For a fallen soldier

Today, two gray ministers meet a body,
go before it, sing or say some pale business
about our utterly solitary passage in and out of life,

during which we may resolutely bless the Lord
and, after a while, simply resurrect.
Today, well-meaning ministers speak some truth

to a hollow congregation sick of death.
In a plain chapel with no more kneeling room,
the unpracticed will oblige and recite wisdom:

first “Let us count our days aright” and then
“Help us want your ever-present hope.” But today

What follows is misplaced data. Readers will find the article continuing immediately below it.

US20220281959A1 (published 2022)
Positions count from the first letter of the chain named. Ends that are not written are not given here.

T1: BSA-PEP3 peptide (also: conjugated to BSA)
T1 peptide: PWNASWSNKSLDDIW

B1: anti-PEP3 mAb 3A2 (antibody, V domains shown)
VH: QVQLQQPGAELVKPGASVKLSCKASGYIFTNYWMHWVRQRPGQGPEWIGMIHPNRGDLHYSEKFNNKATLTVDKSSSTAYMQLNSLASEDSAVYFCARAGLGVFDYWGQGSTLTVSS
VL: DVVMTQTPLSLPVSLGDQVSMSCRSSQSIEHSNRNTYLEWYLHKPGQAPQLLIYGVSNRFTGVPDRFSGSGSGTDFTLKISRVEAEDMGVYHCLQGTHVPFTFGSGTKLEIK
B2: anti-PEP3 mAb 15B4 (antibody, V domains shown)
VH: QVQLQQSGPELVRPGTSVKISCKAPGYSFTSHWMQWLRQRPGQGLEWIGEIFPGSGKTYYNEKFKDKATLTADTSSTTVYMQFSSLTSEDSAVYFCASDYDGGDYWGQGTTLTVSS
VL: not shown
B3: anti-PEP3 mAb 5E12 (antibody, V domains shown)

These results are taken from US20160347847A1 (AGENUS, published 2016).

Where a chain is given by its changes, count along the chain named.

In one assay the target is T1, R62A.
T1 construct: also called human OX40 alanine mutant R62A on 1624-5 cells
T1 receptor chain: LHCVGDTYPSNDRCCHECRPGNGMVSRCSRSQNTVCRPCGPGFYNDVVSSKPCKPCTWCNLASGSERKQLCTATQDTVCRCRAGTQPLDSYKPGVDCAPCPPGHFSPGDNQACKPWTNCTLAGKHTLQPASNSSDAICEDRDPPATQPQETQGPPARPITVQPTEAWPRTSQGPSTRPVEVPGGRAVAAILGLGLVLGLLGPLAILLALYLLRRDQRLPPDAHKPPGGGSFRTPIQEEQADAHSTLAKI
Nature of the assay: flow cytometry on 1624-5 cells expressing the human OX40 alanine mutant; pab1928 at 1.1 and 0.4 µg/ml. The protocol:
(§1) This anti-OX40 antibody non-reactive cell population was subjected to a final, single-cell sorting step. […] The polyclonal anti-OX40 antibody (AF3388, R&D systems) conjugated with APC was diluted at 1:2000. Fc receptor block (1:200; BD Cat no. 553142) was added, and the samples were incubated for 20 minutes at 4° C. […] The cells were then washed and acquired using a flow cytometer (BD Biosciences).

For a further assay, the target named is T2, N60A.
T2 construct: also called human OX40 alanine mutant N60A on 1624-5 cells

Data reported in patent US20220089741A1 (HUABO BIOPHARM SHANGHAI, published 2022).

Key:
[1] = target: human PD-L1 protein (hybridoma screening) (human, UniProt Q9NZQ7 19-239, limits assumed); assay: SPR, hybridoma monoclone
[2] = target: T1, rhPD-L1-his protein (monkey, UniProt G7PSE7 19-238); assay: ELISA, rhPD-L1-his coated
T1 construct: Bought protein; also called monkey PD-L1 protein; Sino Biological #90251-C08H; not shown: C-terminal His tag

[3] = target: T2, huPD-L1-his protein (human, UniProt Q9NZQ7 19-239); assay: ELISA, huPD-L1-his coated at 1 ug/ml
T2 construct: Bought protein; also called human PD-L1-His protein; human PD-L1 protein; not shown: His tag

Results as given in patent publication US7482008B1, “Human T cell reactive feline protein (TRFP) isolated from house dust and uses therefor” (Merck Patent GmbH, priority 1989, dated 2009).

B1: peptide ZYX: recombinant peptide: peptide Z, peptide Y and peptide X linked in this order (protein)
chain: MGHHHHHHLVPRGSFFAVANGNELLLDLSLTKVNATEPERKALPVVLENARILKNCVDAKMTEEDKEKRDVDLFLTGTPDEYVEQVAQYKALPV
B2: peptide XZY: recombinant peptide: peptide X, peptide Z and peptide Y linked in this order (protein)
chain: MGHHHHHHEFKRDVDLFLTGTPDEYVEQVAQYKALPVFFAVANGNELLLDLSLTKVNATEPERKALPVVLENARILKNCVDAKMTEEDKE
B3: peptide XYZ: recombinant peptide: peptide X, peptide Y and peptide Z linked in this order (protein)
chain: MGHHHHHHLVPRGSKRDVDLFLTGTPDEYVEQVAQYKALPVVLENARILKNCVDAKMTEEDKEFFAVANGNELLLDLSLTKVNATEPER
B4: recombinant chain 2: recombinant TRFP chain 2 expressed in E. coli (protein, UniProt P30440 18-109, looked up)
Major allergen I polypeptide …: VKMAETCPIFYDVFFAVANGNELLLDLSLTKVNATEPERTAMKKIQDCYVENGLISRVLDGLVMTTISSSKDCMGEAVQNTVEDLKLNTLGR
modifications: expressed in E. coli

I’m in the woods, where the usual corruption

seems a little more corrupt than before:
ants smell and swarm a single worm,
a blue jay chases from her nest two black crows,

rattlesnakes follow a trodden path and hide to strike
when the trespasser recrosses his log.
And the red-cockaded woodpecker grays her longleaf,

releasing sap so rat snakes seeking her young
will crawl back down or else fall off,
retreat to the ancient groundcover, waiting for fire.